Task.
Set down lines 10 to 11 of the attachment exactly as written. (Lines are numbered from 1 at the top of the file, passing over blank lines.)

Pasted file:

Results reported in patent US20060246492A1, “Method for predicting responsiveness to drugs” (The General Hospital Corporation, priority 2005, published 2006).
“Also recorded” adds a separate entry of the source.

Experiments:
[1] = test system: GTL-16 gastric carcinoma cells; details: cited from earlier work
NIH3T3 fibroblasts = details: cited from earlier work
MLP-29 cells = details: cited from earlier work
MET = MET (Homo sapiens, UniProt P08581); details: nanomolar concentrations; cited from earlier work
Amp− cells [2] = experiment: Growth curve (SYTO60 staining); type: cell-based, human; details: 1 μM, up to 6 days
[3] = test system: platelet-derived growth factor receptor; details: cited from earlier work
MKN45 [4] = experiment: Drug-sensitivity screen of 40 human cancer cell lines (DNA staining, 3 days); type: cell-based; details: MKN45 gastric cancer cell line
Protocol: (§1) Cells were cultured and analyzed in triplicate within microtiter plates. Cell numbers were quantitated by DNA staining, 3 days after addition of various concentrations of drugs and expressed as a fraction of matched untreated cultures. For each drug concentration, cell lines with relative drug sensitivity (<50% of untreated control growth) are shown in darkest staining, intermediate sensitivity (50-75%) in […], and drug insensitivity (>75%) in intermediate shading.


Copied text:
MKN45 [4] = experiment: Drug-sensitivity screen of 40 human cancer cell lines (DNA staining, 3 days); type: cell-based; details: MKN45 gastric cancer cell line
Protocol: (§1) Cells were cultured and analyzed in triplicate within microtiter plates. Cell numbers were quantitated by DNA staining, 3 days after addition of various concentrations of drugs and expressed as a fraction of matched untreated cultures. For each drug concentration, cell lines with relative drug sensitivity (<50% of untreated control growth) are shown in darkest staining, intermediate sensitivity (50-75%) in […], and drug insensitivity (>75%) in intermediate shading.